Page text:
I’m loath to get into politics, but just in passing: with less than a year to go before Scotland votes on independence, one oft-repeated fallacy is really doing my head in: it’s the idea that voting for or against independence is voting for or against the SNP.
The referendum isn’t about party politics. It’s about the entire political system. An independent Scotland may well elect majority SNP governments, but it might equally elect a Labour government, or a coalition, or – and I admit, this one’s pretty unlikely – Tories.
An independent Scotland would arguably have a much more representative democracy than we do now, where we’re governed by a coalition that Scotland didn’t vote for. Devolution has softened that somewhat, but we’re still largely ruled from Westminster.
That’s what we’re being asked to vote on.Â We’re not being asked to decide whether we like Alex Salmond or David Cameron. We’re being asked how we want to elect their successors.
* Not my pun, I’m afraid. It was one of the placards at the weekend’s pro-independence rally.
0 responses to “Aye, have a dream*”
> An independent Scotland may well elect majority SNP governments, but it might equally elect a Labour government, or a coalition, or – and I admit, this one’s pretty unlikely – Tories.
It’s not unlikely at all, if you think of the timescales involved. If Scotland votes to remain in the Union, that vote will stand for probably fifty years minimum. If you vote for independence, that’s two hundred bare minimum, probably more like five hundred (ignoring the EU elephant in the room). Not only is it silly to vote in this referendum based on what you think of current political leaders, it’s equally silly to vote based on current economic conditions or world politics or the various parties’ policies or even the viability of an independent Scotland. England didn’t succeed as an independent nation because it was viable: it became independent and then bloody well made itself viable. And that’s nothing compared to the USA, an experimental nation widely expected to fold within a couple of decades at its outset. Frankly, that’s what most nations have done. Voting for independence because of what you think of the SNP or the Tories or North Sea oilfields makes no more sense than basing your vote on your opinion of the Whigs or the Jacobins or bear hunting rights.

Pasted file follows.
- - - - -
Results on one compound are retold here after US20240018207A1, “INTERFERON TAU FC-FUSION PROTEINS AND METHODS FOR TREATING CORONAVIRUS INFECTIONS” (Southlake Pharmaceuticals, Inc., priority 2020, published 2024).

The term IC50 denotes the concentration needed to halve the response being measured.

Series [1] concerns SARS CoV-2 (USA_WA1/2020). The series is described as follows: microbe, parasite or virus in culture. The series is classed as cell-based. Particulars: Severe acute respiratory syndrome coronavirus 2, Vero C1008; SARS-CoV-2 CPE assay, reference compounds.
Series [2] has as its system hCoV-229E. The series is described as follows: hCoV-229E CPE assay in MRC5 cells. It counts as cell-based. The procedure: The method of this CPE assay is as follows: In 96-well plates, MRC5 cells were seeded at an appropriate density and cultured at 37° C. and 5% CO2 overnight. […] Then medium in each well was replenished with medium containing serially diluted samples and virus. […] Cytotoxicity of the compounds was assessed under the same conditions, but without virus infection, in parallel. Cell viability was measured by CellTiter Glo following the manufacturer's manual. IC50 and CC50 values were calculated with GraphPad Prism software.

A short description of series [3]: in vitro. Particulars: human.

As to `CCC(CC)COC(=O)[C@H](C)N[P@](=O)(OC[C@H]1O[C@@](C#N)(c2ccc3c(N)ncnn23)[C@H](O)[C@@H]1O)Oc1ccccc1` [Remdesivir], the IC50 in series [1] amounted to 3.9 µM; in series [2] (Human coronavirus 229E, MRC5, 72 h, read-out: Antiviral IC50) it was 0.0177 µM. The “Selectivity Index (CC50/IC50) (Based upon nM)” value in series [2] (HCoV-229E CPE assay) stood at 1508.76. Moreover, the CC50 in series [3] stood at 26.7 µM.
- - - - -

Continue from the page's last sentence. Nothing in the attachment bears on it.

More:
Of course, not one of the campaigning parties is saying that. They’re all telling you you should base your vote on policy, as if this were an election. It’s not. You should vote based on gut feeling about your own nationality and what nation-state you want to be a part of, for no better reason than your self-perceived Scottishness and/or Britishness. They’re the only issues that are going to last for centuries.
> Itâ€™s not unlikely at all, if you think of the timescales involved
That’s a good point.
> itâ€™s equally silly to vote based on current economic conditions or world politics or the various partiesâ€™ policies or even the viability of an independent Scotland.
I think you have to take a lot of that into account, though, because obviously we’re not going to be around in 200 or 500 years time so the short term is a bit more relevant :)
I think a lot more people would vote for independence if there was a pledge that an independent Scotland would exile all those responsible for Better Together’s FUD campaign. (Come to think of it, that’s actually quite an appropriate name)
Yeah, good name and good idea :)
> I think you have to take a lot of that into account, though, because obviously weâ€™re not going to be around in 200 or 500 years time so the short term is a bit more relevant
Nope, that’s what elections are for, and the referendum isn’t happening instead of an election, it’s happening as well. So whichever way the referendum goes, you’ll continue to have elections with a short-term cycle for all your short-term political needs. The referendum is simply not about that stuff. It’s about nationality and nationhood.